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Paul Leberg

1983 B.S. (Biology and Wildlife) University of Wisconsin at Stevens Point

1985 M.S. (Biology) University of Memphis, Memphis, TNI

1990 Ph.D. (Ecology) University of Georgia, Athens GA


Please Visit the Leberg Lab Web Page


The application of theory from ecology, evolution, and population genetics to questions in wildlife management and conservation biology is of special interest to me. My work employs experimental approaches to gain understanding of interactions between genetic diversity, environmental variation, and population viability under natural conditions. Students in my laboratory are evaluating how well theory and laboratory observations involving founder effects, bottlenecks, inbreeding, and outbreeding predict viability of experimental populations of vertebrates. We are also assessing how genetic diversity on population level processes is affected by fluctuating and stressful environments. Environmental stresses include parasitism, competition, predation, heavy metals, temperature, and salinity. This research adds to our understanding of how genetic variation influences a population's ability to survive in the face of biotic and abiotic threats and provides insight into the management of vertebrates in small populations and the restoration of species to areas from which they have been extirpated.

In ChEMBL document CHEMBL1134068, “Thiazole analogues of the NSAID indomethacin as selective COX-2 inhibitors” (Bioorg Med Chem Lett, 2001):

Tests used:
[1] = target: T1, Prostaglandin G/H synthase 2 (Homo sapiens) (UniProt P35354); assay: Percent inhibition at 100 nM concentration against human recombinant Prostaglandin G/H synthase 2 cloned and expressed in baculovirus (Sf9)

My research interests also include the effects of human activities on the genetics, evolution, and ecology of vertebrates. Genetic diversity is assessed in wildlife species whose population structures have been altered by humans, and in experimentally manipulated populations maintained in simulated natural conditions. As part of this work, I am evaluating the relative power of different biochemical and molecular techniques to assess variation in genetic diversity within and among populations, as well as to serve as tags for the study of individual movement and estimation of population size. My students and I are also examining the effects of habitat change, such as wetland loss and forest alteration, on a diverse group of vertebrates including fish, herpetofauna, songbirds, and bats.